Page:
Christian identity theft

Pastor Tom Jeske

All who have been transfigured by sin are now transfigured by righteousness.

Staci received an official-looking e-mail from an online seller. Very familiar with the company, she complied with a request to update its file of information—including her credit card number. Her statement one month later showed $2,200 in charges at a Home Depot six states away.

Kim took her little boy to the matinee. When they came out into the parking lot, the afternoon sunlight revealed the window on their SUV shattered and her purse gone. Since she had her mother’s name on her cell-phone directory, the thief used it to get access to Kim’s bank account.

Identity theft is a big problem. Victims must phone the bank, replace all the cards in their wallet, get a new driver’s license. Then the bogus charges have to be picked up by somebody.

To have one’s identity seized is also an experience that shakes a person. Will somebody pluck my restaurant receipt out of the trash? Did somebody see me use my PIN number at the checkout? After a year’s time, what lingers is the sense of having been violated, the sense of not being able to trust another person completely. Meanwhile, the identity thief is out there looking for another victim.

In Eden life was good. Adam and Eve knew who they were, singly and together. Their life involved daily conversation with their Creator and Father. This open relationship involved brilliant knowledge of his will as well as clear self-awareness. Fellowship with God lives and breathes trust.

Somebody, however, was watching and plotting. Some bold thief set them up and took them down. Call it identity theft classic. Adam and Eve lost the image of God. Led to abandon their trust in their Father, their unbelief transfigured each of them singly and collectively. Something inside of them died. And as God totaled the damages, he recounted grim news: their broken trust in him consigned them to pain, bitterness, and a return to dust.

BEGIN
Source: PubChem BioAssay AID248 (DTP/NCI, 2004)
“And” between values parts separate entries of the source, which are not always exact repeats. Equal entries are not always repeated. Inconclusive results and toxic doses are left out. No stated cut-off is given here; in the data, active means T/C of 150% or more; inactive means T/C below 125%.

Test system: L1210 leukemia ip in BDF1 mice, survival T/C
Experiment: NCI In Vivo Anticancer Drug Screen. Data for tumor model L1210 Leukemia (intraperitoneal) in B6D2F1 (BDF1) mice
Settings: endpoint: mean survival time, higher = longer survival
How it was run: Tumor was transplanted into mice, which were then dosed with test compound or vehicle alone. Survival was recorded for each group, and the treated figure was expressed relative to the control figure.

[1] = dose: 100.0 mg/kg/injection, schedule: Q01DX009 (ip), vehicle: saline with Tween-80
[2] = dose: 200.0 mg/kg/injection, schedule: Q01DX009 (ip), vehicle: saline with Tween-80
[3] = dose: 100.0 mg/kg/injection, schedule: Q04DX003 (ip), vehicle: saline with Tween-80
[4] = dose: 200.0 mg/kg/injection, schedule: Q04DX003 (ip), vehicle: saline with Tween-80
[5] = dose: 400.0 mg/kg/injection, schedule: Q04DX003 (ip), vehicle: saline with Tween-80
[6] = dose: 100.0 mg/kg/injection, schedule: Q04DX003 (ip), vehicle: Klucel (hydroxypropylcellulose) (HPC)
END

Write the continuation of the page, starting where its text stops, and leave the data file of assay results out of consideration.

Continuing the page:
Transfigured by sin is how each of us enters life on earth. Changed from what God designed for our first parents, this is devolution. Human life fell from something lovely into something revolting, something spiritually hideous. My identity at birth was not the image of God, for I was born in the image of faithless Adam, whose identity had been stolen.

To all who have experienced this satanic seizure and loss, it is a surprise and a relief that God sent his Son to trade identities with people like us.

Six months before his appointment at the cross, Jesus halted on a mountainside. His Father transfigured him briefly. Jesus and his eyewitnesses were strengthened for the terrific life-and-death-and-life struggles that lay just down the road.

All who have been transfigured by sin are now transfigured by righteousness (Romans 5:18). We who have experienced a kind of identity theft now learn that we are the beneficiaries of identity restoration. Christ made us to be kings and priests before his Father. Martin Luther reflected that to be a king with Jesus does not mean that we wear gold, live in palaces, and issue commands. For us, however, shame becomes honor, hell becomes heaven, death becomes life, the devil becomes a straw man, sin becomes righteousness, misfortune becomes happiness, poverty becomes riches. Christians find in everything a reversal.

No matter what damage Satan brought to you in the past through a stolen identity, know today that there has been a metamorphosis: the Son of God became the Son of Man, so that children of Adam might become children of God. That is, transfigured.

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Living Hope Lutheran Church, Omaha, NE